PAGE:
## Using Equivalent Lengths of Valves and Fittings

Nov 08 2010 01:20 PM | pleckner in Fluid Flow

An Example

The fluid being pumped is 94% Sulfuric Acid through a 3", Schedule 40, Carbon Steel pipe:

 Mass Flow Rate, lb/hr 63,143 Volumetric Flow Rate, gpm 70 Density, lb/ft3 112.47 S.G. 1.802 Viscosity, cp 10 Temperature, oF 127 Pipe ID, in 3.068 Velocity, ft/s 3.04 Reynold's No 12,998 Darcy Friction Factor, (f) Pipe 0.02985 Pipe Line ?P/100 ft 1.308 Friction Factor at Full Turbulence (ft) 0.018 Straight Pipe, ft 31.5

Â

 Fittings Leq/D1 Leq2, 3 K1, 2 =ft (L/D) Quantity Total Leq Total K 90o Long Radius Elbow 20 5.1 0.36 2 10.23 0.72 Branch Tee 60 15.3 1.08 1 15.34 1.08 Swing Check Valve 50 12.8 0.90 1 12.78 0.90 Plug Valve 18 4.6 0.324 1 4.60 0.324 3" x 1" Reducer4 None5 822.685 57.92 1 822.68 57.92 Total Â Â Â Â 865.63 60.94

Notes:

1. K values and Leq/D are obtained from Reference 1.
2. K values and Leq are given in terms of the larger sized pipe.
3. Leq is calculated using Equation 5 above.
4. The reducer is really an expansion; the pump discharge nozzle is 1" (Schedule 80) but the connecting pipe is 3". In piping terms, there are no expanders, just reducers. It is standard to specify the reducer with the larger size shown first. The K value for the expansion is calculated as a gradual enlargement with a 30o angle.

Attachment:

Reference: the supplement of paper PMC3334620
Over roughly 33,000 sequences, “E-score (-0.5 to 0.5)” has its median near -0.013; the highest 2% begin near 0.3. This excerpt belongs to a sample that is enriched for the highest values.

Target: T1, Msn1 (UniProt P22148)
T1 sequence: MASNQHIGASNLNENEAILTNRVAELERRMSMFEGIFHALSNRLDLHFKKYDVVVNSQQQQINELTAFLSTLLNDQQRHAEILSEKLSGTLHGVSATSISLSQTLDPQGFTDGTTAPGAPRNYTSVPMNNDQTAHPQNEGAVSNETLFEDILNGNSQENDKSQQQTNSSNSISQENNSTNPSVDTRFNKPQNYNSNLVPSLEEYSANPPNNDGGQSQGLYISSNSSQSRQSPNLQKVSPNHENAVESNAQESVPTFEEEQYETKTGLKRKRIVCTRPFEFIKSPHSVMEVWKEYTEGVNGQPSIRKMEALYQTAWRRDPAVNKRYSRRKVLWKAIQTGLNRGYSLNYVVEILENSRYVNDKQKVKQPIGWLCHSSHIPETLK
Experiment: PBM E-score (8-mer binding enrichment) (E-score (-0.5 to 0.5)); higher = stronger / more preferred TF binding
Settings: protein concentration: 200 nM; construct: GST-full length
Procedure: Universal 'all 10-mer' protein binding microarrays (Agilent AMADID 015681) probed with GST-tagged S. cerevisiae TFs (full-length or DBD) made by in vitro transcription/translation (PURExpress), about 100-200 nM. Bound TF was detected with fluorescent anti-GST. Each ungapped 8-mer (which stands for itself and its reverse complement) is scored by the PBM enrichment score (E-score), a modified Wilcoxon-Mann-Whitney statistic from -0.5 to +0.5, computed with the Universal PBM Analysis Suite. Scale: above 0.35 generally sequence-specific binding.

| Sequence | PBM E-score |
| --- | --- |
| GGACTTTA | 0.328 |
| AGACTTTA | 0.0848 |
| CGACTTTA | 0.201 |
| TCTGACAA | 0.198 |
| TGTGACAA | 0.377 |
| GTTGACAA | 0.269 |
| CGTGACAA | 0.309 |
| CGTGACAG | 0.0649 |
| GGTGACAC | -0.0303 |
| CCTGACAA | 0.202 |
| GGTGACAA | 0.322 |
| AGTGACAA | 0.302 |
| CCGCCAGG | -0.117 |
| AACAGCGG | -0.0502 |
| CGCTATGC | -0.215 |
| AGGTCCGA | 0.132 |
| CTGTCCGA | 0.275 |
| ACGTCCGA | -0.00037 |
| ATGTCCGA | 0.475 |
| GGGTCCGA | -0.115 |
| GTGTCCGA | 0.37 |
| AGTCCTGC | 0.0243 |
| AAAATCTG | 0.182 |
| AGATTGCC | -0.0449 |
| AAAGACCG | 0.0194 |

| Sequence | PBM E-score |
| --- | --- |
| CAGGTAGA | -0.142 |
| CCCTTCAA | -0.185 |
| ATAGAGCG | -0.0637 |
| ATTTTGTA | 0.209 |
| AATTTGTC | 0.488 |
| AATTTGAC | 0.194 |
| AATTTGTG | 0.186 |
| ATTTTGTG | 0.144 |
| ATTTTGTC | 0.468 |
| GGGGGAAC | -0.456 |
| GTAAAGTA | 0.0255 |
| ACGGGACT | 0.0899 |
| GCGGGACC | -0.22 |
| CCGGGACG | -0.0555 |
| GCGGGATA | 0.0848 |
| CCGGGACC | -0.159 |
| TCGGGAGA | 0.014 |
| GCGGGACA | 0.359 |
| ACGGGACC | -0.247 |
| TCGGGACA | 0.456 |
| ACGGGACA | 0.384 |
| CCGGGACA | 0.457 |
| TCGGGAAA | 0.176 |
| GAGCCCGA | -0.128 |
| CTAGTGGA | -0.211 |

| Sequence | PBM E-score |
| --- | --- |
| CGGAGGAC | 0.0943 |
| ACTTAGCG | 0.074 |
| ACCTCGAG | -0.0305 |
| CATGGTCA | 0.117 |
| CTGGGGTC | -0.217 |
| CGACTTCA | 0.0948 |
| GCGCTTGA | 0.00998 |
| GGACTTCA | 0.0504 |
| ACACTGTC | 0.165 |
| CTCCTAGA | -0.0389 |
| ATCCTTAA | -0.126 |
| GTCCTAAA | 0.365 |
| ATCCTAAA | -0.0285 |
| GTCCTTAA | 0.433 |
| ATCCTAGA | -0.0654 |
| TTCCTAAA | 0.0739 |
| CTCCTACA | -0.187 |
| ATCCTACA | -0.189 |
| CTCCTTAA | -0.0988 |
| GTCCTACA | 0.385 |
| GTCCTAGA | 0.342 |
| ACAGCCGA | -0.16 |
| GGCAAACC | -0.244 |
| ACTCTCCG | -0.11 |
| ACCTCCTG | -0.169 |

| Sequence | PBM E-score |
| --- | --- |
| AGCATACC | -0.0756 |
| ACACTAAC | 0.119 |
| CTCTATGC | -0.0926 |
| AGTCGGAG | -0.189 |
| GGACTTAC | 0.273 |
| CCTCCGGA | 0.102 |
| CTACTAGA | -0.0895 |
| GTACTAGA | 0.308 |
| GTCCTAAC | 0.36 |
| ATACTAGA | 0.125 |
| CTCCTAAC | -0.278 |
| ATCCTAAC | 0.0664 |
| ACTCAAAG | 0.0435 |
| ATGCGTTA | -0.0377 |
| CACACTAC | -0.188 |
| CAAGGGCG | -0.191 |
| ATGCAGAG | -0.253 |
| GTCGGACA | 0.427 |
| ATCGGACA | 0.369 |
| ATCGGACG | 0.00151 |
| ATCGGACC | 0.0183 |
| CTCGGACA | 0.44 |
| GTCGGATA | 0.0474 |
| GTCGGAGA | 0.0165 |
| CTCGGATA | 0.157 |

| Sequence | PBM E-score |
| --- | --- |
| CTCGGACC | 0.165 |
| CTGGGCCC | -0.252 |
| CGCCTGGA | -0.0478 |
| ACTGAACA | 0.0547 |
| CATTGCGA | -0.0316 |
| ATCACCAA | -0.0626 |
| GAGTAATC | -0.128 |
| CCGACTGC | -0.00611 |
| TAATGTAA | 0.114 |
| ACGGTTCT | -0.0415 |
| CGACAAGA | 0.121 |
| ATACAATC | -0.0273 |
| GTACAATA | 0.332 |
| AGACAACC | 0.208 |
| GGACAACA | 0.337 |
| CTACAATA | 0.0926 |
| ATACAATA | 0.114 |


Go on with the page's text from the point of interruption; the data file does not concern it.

5. There is no L/D associated with an expansion or contraction. The equivalent length must be back calculated from the K value using Equation 5 above.
 Â Typical Equivalent Length Method K Value Method Straight Pipe ?P, psi Not Applicable 0.412 Total Pipe Equivalent Length ?P, psi 11.734 Not Applicable Valves and Fittings ?P, psi Not Applicable 6.828 Total Pipe ?P, psi 11.734 7.240

The line pressure drop is greater by about 4.5 psi (about 62%) using the typical equivalent length method (adding straight pipe length to the equivalent length of the fittings and valves and using the pipe line fiction factor in Equation 1).

One can argue that if the fluid is water or a hydrocarbon, the pipeline friction factor would be closer to the friction factor at full turbulence and the error would not be so great, if at all significant; and they would be correct. However hydraulic calculations, like all calculations, should be done in a correct and consistent manner. If the engineer gets into the habit of performing hydraulic calculations using fundamentally incorrect equations, he takes the risk of falling into the trap when confronted by a pumping situation as shown above.

Another point to consider is how the engineer treats a reducer when using the typical equivalent length method. As we saw above, the equivalent length of the reducer had to be back-calculated using equation 5. To do this, we had to use ft and K.

Why not use these for the rest of the fittings and apply the calculation correctly in the first place?